Is Lynn Bryant a Marvel fan? I ask because she seems to be basing her considerable literary output on the 19th century equivalent of the Marvel Universe: a Napoleonic Universe, so to speak.

The core stories are her Peninsular War Saga, which follows one regiment through that bloody conflict. There were some spin-off romances, in which various of the characters return to England and balance the bloodiness of their activities in Spain with some more tender moments. There are regular short story offerings that she gives away free. (The latest, for Valentine’s Day, is available here: An Unsuitable Arrangement.)

As a proud resident of the Isle of Man, Lynn was anxious to involve some Manx characters. Given that the place is an actual island, this inevitably meant a concentration on the Navy rather than the Army. Hence a new series, the Manxman, centring on the adventures of Hugh Kelly, captain of the Iris. Kelly has joined the main characters of the Napoleonic Universe, but as is the way with Marvel productions (surely just a matter of time before we see the film), Kelly’s adventures mean that he keeps meeting characters from elsewhere in Lynn’s substantial oeuvre. In Lynn’s latest book, This Bloody Shore, Hugh is assisting Spanish troops besieged in the coastal town of Tarragona. This gives her the opportunity to view the battle from the viewpoint of the troops on the ground as well as the sailors. We meet existing characters from the Peninsular War Saga as well as introducing some new people who will doubtless find their way into the land-based books in time.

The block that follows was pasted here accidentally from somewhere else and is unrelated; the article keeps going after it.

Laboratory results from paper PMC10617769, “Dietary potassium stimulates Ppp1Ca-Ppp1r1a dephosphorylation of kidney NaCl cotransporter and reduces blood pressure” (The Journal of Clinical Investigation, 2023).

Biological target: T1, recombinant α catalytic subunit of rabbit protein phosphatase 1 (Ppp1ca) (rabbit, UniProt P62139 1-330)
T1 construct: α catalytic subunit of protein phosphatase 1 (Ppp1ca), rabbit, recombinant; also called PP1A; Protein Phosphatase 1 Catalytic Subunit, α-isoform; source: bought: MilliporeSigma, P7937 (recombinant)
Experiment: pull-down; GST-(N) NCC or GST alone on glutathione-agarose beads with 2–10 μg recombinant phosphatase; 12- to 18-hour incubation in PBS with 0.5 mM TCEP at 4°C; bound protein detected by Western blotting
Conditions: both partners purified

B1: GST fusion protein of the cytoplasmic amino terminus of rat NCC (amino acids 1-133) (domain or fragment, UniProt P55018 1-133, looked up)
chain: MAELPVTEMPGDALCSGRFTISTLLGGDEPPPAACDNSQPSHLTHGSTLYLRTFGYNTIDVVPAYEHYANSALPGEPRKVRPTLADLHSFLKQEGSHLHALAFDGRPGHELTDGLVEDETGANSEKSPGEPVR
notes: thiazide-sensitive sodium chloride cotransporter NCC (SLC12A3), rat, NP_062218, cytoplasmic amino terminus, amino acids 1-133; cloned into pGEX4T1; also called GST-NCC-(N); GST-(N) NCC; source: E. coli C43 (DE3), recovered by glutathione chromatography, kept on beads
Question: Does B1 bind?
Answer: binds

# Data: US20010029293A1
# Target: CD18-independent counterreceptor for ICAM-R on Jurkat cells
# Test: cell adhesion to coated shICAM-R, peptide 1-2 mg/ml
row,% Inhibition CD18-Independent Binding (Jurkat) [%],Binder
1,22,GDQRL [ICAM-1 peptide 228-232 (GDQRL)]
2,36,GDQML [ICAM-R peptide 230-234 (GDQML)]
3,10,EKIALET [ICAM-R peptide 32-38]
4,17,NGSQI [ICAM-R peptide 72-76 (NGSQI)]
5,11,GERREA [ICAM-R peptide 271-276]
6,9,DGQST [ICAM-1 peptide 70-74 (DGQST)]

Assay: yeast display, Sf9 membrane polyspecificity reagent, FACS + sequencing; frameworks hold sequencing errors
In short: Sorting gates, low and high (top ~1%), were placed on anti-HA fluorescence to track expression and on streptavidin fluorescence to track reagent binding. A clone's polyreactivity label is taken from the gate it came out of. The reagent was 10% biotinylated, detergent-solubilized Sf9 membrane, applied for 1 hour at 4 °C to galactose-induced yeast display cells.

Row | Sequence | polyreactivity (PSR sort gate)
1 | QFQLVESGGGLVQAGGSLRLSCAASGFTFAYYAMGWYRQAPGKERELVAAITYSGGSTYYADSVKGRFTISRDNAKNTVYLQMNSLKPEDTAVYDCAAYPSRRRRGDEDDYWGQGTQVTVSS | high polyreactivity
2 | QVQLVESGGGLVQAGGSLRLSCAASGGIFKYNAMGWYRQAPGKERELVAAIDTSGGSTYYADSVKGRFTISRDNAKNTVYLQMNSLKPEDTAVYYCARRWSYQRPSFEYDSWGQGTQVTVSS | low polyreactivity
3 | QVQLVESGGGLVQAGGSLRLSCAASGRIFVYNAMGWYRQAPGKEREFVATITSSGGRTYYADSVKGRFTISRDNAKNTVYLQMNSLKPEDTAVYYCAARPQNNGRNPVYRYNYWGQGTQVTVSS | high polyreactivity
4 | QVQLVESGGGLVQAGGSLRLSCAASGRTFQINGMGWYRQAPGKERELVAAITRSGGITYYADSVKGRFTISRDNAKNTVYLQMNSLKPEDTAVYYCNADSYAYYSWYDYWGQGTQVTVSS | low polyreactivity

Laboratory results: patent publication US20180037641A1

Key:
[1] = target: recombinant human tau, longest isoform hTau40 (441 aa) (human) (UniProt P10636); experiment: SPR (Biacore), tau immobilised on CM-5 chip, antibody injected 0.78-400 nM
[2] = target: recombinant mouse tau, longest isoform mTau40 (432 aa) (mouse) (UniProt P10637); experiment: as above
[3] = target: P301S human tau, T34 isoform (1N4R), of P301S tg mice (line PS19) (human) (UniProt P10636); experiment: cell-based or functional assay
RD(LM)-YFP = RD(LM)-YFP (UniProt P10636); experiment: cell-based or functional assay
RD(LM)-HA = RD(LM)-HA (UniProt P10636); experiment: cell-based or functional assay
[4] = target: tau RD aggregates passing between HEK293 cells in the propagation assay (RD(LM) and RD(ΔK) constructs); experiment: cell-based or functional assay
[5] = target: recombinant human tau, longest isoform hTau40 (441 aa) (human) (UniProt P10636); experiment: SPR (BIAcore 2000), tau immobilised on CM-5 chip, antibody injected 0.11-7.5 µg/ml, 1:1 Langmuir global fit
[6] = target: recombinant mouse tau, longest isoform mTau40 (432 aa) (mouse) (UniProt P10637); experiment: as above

There are an awful lot of characters with an awful lot of subplots, but keeping track is easy. I love the Manxman series, but I can’t get on with the Peninsula War saga. (It’s not you, Lynn, it’s me.) That meant that in this book I occasionally came across characters who most of the readers would already know but who were strangers to me. It completely wasn’t an issue. You’ll probably enjoy this book even more if you have read Lynn’s other output (particularly the first two Manxman stories) but it definitely works as a stand-alone.

One of the reasons that I don’t like the Peninsula War saga is that I have taken against the main female character. But in the Manxman series, Kelly’s wife, Roseen, is a joy. There’s a lot of time spent discussing their marriage and his growing family and I can see that this might annoy some readers, but I loved it. We also get to see Kelly’s lieutenant, Durrell, moving forward in his own romantic life. Let’s just say I’m very happy for him.

In yet another subplot, we find Kelly taking up the cause of abolitionism. It’s always a problem in books like this when you start to discuss attitudes to something like slavery, that we now regard as reprehensible but which seemed perfectly normal to many people at the time. It’s easy to become preachy and see everything through the distorting prism of 21st century attitudes. Lynn swerves this problem skilfully. The horrors of the slave trade and the efforts of the abolitionist movement are clearly presented, but we also meet people whose family money comes from slavery and who do not see themselves as monsters. It will be interesting to see how this plays out in future books.

So many characters and so many subplots does mean that the story becomes a little episodic, but Lynn’s writing – always a pleasure to read – keeps you going and eventually all the threads of the story are neatly drawn together to produce a very satisfying book.

It goes without saying that Lynn’s grasp of the historical details of the military campaign is always assured. The book does suffer from the lack of any maps. The geography of Tarragona is important and Lynn does do her best to paint a word picture of the place, but some of the detail slightly gets in the way of the writing and in the end I was reduced to looking the place up on Google. A map really would help. Even without it, though, this book is clearly a five star read.

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